Album Reviews

Hugh Prestwood

I Used to Be the Real Me

Artist:     Hugh Prestwood

Album:     I Used to Be the Real Me

Label:     Wildflower

Release Date:     10/14/2016

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Hugh Prestwood is no stranger to the music scene, having written hits for any number of marquee names, among them, Trisha Yearwood, Barbara Mandrell, Collin Raye, Shenandoah, Alison Krauss and Highway 101. His first and biggest hit came courtesy of Judy Collins, who covered his “Hard Time for Lovers” in 1978. An Emmy win for his composition “The Song Remembers When” in 1994 propelled him into the big time.

Prestwood’s solo excursions are less familiar, but regardless, I Used to be the Real Me ought to correct that situation, at least if justice is served as it should be. An exceedingly melodic effort, it finds him in a reflective mood, turning out the same artful and intelligent ballads he’s purveyed for others. While most of his material has found a fit in country circles, here he sounds more like a folk troubadour, with songs such as “Charlie,” ”September Song” and “Untie These Lines” bringing a certain similarity to Ralph McTell, Bert Jansch, Steve Tilston and other storied Brits of the balladeer persuasion. Prestwood plucks the heartstrings with the same nimble charm that he uses to ply his guitar, and when he turns his attention to his own take on “The Song Remembers When,” the tender finesse is all too obvious.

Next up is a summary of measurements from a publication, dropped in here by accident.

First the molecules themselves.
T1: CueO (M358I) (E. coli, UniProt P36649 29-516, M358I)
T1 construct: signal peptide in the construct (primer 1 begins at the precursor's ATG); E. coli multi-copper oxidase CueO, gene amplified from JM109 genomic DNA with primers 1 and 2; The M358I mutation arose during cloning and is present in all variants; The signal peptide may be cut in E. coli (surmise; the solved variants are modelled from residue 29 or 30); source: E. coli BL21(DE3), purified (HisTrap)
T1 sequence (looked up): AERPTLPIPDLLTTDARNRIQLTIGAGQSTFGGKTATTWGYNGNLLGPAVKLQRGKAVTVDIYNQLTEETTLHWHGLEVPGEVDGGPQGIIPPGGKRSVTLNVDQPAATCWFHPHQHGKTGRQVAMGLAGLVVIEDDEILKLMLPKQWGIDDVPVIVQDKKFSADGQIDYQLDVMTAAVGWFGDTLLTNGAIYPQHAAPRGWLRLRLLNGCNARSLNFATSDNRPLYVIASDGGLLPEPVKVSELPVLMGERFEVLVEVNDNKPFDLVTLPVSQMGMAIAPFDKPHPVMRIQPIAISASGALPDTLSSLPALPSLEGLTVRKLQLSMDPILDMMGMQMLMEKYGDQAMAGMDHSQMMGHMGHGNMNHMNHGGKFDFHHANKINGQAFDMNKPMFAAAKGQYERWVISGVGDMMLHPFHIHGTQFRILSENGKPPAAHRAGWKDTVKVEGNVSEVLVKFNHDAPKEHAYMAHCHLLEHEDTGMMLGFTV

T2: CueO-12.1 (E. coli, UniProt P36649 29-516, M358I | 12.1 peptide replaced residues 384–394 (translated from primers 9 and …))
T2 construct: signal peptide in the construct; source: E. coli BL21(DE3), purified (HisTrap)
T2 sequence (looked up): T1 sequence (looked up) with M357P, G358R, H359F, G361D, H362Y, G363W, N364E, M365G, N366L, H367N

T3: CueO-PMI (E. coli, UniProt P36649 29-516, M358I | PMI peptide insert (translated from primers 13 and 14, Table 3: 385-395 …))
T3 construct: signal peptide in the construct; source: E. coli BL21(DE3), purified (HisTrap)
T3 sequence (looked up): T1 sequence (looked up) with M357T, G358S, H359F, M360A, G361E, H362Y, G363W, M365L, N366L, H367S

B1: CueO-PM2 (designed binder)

Granted, we live in contentious times, but I Used to be the Real Me provides an apt, if momentary, reminder that inner solace can be a remedy for the uncertainty found in the world around us. A more comforting collection would be hard to find.

—Lee Zimmerman

 

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